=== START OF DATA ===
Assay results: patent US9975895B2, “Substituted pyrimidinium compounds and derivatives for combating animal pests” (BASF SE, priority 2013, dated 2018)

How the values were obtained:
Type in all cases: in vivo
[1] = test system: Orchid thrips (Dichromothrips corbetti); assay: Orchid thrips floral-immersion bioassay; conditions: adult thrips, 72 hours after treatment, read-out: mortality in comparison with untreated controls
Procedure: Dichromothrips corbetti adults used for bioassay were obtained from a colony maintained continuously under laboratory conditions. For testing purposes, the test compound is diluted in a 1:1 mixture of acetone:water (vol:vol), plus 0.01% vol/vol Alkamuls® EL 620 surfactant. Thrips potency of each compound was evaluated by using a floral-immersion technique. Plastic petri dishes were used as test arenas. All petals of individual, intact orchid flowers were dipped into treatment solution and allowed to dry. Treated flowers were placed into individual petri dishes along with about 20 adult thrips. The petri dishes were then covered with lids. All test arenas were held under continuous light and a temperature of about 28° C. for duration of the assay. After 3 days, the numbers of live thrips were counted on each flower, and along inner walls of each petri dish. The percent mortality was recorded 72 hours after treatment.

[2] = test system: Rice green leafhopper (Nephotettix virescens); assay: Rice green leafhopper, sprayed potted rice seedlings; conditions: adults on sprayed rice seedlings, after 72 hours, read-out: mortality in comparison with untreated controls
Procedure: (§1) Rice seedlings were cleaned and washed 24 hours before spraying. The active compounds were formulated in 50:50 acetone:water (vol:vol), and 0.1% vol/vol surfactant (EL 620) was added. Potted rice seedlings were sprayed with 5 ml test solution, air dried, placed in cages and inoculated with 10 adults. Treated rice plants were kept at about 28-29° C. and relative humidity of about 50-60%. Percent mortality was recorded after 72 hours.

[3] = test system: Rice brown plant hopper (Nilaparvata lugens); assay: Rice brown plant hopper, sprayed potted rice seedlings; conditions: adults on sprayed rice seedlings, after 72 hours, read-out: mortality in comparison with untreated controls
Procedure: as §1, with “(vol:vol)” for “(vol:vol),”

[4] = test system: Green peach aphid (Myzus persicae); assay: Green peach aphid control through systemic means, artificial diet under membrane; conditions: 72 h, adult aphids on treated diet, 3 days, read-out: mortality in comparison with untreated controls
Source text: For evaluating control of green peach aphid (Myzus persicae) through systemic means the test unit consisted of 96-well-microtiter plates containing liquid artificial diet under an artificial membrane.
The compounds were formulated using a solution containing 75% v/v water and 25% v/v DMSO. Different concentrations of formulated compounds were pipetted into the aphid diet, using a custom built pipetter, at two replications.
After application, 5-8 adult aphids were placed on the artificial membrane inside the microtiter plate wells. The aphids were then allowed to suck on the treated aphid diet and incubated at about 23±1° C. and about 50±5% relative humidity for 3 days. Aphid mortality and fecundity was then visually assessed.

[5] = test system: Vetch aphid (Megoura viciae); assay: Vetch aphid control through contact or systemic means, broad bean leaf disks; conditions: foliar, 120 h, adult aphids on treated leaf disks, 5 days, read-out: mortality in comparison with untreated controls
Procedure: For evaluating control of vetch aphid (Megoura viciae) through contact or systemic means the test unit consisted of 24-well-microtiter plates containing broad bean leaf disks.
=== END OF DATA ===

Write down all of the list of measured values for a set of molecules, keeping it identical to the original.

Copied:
Assay results: patent US9975895B2, “Substituted pyrimidinium compounds and derivatives for combating animal pests” (BASF SE, priority 2013, dated 2018)

How the values were obtained:
Type in all cases: in vivo
[1] = test system: Orchid thrips (Dichromothrips corbetti); assay: Orchid thrips floral-immersion bioassay; conditions: adult thrips, 72 hours after treatment, read-out: mortality in comparison with untreated controls
Procedure: Dichromothrips corbetti adults used for bioassay were obtained from a colony maintained continuously under laboratory conditions. For testing purposes, the test compound is diluted in a 1:1 mixture of acetone:water (vol:vol), plus 0.01% vol/vol Alkamuls® EL 620 surfactant. Thrips potency of each compound was evaluated by using a floral-immersion technique. Plastic petri dishes were used as test arenas. All petals of individual, intact orchid flowers were dipped into treatment solution and allowed to dry. Treated flowers were placed into individual petri dishes along with about 20 adult thrips. The petri dishes were then covered with lids. All test arenas were held under continuous light and a temperature of about 28° C. for duration of the assay. After 3 days, the numbers of live thrips were counted on each flower, and along inner walls of each petri dish. The percent mortality was recorded 72 hours after treatment.

[2] = test system: Rice green leafhopper (Nephotettix virescens); assay: Rice green leafhopper, sprayed potted rice seedlings; conditions: adults on sprayed rice seedlings, after 72 hours, read-out: mortality in comparison with untreated controls
Procedure: (§1) Rice seedlings were cleaned and washed 24 hours before spraying. The active compounds were formulated in 50:50 acetone:water (vol:vol), and 0.1% vol/vol surfactant (EL 620) was added. Potted rice seedlings were sprayed with 5 ml test solution, air dried, placed in cages and inoculated with 10 adults. Treated rice plants were kept at about 28-29° C. and relative humidity of about 50-60%. Percent mortality was recorded after 72 hours.

[3] = test system: Rice brown plant hopper (Nilaparvata lugens); assay: Rice brown plant hopper, sprayed potted rice seedlings; conditions: adults on sprayed rice seedlings, after 72 hours, read-out: mortality in comparison with untreated controls
Procedure: as §1, with “(vol:vol)” for “(vol:vol),”

[4] = test system: Green peach aphid (Myzus persicae); assay: Green peach aphid control through systemic means, artificial diet under membrane; conditions: 72 h, adult aphids on treated diet, 3 days, read-out: mortality in comparison with untreated controls
Source text: For evaluating control of green peach aphid (Myzus persicae) through systemic means the test unit consisted of 96-well-microtiter plates containing liquid artificial diet under an artificial membrane.
The compounds were formulated using a solution containing 75% v/v water and 25% v/v DMSO. Different concentrations of formulated compounds were pipetted into the aphid diet, using a custom built pipetter, at two replications.
After application, 5-8 adult aphids were placed on the artificial membrane inside the microtiter plate wells. The aphids were then allowed to suck on the treated aphid diet and incubated at about 23±1° C. and about 50±5% relative humidity for 3 days. Aphid mortality and fecundity was then visually assessed.

[5] = test system: Vetch aphid (Megoura viciae); assay: Vetch aphid control through contact or systemic means, broad bean leaf disks; conditions: foliar, 120 h, adult aphids on treated leaf disks, 5 days, read-out: mortality in comparison with untreated controls
Procedure: For evaluating control of vetch aphid (Megoura viciae) through contact or systemic means the test unit consisted of 24-well-microtiter plates containing broad bean leaf disks.